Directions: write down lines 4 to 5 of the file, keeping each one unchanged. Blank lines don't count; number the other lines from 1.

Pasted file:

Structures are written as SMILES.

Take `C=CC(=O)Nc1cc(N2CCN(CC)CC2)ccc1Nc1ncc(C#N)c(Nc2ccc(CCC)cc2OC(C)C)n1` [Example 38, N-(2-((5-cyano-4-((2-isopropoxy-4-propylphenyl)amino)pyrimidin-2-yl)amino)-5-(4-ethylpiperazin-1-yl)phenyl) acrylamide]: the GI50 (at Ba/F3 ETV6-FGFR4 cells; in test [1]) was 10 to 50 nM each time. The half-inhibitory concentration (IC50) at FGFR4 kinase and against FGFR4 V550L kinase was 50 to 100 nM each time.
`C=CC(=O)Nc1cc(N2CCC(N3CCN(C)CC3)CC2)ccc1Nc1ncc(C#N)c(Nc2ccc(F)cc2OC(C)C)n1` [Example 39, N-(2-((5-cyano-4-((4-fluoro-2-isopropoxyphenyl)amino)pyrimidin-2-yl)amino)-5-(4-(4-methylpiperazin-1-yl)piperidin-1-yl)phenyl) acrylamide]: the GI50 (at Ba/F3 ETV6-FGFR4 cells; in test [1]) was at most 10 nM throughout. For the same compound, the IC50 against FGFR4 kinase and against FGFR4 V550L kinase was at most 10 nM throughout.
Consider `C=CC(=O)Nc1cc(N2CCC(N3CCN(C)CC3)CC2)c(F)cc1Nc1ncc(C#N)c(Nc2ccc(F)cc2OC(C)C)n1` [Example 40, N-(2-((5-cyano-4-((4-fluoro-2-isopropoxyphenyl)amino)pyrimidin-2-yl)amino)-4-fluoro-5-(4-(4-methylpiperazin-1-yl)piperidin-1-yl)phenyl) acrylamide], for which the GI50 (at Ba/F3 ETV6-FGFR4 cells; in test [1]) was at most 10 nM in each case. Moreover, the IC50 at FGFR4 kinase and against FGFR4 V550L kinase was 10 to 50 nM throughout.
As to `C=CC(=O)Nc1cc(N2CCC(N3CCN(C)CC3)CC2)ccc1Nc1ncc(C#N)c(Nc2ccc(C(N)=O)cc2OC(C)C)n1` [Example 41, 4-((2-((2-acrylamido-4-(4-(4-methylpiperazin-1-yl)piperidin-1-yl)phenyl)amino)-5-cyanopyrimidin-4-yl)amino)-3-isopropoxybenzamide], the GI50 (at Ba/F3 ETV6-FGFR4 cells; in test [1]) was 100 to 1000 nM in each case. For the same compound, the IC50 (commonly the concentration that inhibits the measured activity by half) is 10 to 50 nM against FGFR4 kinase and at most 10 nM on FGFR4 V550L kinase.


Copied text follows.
Consider `C=CC(=O)Nc1cc(N2CCC(N3CCN(C)CC3)CC2)c(F)cc1Nc1ncc(C#N)c(Nc2ccc(F)cc2OC(C)C)n1` [Example 40, N-(2-((5-cyano-4-((4-fluoro-2-isopropoxyphenyl)amino)pyrimidin-2-yl)amino)-4-fluoro-5-(4-(4-methylpiperazin-1-yl)piperidin-1-yl)phenyl) acrylamide], for which the GI50 (at Ba/F3 ETV6-FGFR4 cells; in test [1]) was at most 10 nM in each case. Moreover, the IC50 at FGFR4 kinase and against FGFR4 V550L kinase was 10 to 50 nM throughout.
As to `C=CC(=O)Nc1cc(N2CCC(N3CCN(C)CC3)CC2)ccc1Nc1ncc(C#N)c(Nc2ccc(C(N)=O)cc2OC(C)C)n1` [Example 41, 4-((2-((2-acrylamido-4-(4-(4-methylpiperazin-1-yl)piperidin-1-yl)phenyl)amino)-5-cyanopyrimidin-4-yl)amino)-3-isopropoxybenzamide], the GI50 (at Ba/F3 ETV6-FGFR4 cells; in test [1]) was 100 to 1000 nM in each case. For the same compound, the IC50 (commonly the concentration that inhibits the measured activity by half) is 10 to 50 nM against FGFR4 kinase and at most 10 nM on FGFR4 V550L kinase.